Advent Devotion Week 3: Hope

 Advent Devotion Week 3: Hope

Our Hope Came in a Manger

A bruised reed he will not break,
    and a smoldering wick he will not snuff out,
till he has brought justice through to victory.
 In his name the nations will put their hope.” Matthew 12:20-21NIV

Recently, I got my shingles vaccine, but it threw my body into a flare with fibromyalgia and autoimmune disease. I expected the flare, but if that wasn’t bad enough, I caught an upper respiratory virus that lasted for about three weeks. My husband got it, too, but felt better in a couple of weeks. I felt depression hovering over me as the pain and fatigue refused to leave. Depression comes at Christmas and holidays anyway since my late husband died about twelve years ago. Still, this year, I hadn’t gotten our Christmas decorations up. Winded, I went to our storage to hunt our nativity, Advent wreath, and door wreath. Doggone it! Something Christmasy is going up! I determined. It felt better to get these decorations set up for Christmas. My husband put up our Christmas tree, and I pushed myself to decorate it. My legs and hips ached as I climbed up for the umpteenth time, putting the finishing touches on it, but it’s not what I did last year.

“Honey, this is the best it gets.” Twinges in my hinges made me wince as I rasped, being reminded it was time for cold meds.

“It’s okay. It looks great! Besides, who are we doing this for?” he asked.

I thought for a moment, “Us.” We needed to do this for us. Why? Because Jesus came anyway. I learned that the first Christmas after my late husband died to celebrate anyway, even though I didn’t feel like it.

In Luke’s account of Jesus’ birth, we learn that Mary and Joseph trekked all the way to Bethlehem to register for an annoying census by the Roman government required of all people. They had to return to Joseph’s hometown, but every Jew was traveling to register for it. Mary was due any time. Certainly, exhausted and in pain with a full-term baby settled on her bladder, she rode all the way there. To top it off, the inn was full. The only space in the whole town available was in the cave out back, where travelers put their animals for the night. They set up that night, but Mary went into labor. She was probably lying on whatever they could find to make a bed, so she gave birth to Jesus. They used rags lying about, meant to wipe down animals, to wrap Jesus, and laid him in a stone hewn as a feeding trough. Mary, his mom, birthed Him with Joseph, his stepdad, who never helped conceive Him. The King of Kings wasn’t born with a “silver spoon in His mouth” with luxurious accommodations, the best midwives, or a gorgeous cradle. He came in humble circumstances.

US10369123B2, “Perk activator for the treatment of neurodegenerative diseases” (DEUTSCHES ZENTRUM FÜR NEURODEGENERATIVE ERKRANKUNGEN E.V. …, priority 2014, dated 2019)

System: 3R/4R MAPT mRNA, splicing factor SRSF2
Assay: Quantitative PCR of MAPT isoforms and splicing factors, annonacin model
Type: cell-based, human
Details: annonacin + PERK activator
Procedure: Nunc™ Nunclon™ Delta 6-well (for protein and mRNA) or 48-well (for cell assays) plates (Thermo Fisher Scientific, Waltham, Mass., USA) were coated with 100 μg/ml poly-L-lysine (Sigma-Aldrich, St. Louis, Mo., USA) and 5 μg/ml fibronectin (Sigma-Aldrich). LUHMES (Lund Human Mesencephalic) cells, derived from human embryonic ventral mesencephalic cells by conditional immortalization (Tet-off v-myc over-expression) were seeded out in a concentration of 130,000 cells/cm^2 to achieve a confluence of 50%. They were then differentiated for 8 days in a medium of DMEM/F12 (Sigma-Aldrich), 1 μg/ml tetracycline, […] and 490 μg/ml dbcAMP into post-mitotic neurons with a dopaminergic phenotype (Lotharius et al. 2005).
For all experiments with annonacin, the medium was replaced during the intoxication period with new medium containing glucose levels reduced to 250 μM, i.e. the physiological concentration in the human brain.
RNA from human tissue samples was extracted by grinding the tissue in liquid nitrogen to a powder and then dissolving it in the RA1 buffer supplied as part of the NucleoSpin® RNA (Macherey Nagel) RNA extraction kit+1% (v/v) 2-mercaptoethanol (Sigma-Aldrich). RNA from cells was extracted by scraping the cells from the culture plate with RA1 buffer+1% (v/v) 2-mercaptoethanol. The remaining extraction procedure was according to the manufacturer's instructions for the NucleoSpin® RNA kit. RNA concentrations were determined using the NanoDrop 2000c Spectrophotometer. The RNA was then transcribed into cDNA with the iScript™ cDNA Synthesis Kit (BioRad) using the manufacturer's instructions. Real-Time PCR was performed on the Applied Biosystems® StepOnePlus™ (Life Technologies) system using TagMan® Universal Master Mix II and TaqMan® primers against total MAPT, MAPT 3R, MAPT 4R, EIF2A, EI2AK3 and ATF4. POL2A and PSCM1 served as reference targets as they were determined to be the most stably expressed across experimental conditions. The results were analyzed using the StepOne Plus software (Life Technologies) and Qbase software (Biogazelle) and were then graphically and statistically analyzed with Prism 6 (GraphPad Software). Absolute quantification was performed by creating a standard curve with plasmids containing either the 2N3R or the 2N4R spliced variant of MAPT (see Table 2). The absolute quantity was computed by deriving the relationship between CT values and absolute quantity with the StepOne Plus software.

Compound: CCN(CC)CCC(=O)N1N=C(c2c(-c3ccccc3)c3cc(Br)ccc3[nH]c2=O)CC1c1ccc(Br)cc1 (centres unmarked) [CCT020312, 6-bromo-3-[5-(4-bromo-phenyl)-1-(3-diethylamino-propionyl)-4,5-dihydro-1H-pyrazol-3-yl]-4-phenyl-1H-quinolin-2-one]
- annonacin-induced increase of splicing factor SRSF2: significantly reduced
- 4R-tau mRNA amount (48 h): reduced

As I look at our passage for today, we read that God is with us. We will not break or be destroyed because we are never alone. It’s because of Him, Jesus Christ, that we have hope. Because of the hope He gives us, we don’t lose our hope. He understands. We can relate to Him in the circumstances in which He came into this world.

Are you less than upbeat and happy due to losses or difficult circumstances? Grasp onto Hope. Jesus came for you. Because He came for you, celebrate anyway. Whatever means you have, find a way to celebrate the humble birth of our King of Kings, Jesus Christ. May God bless you!

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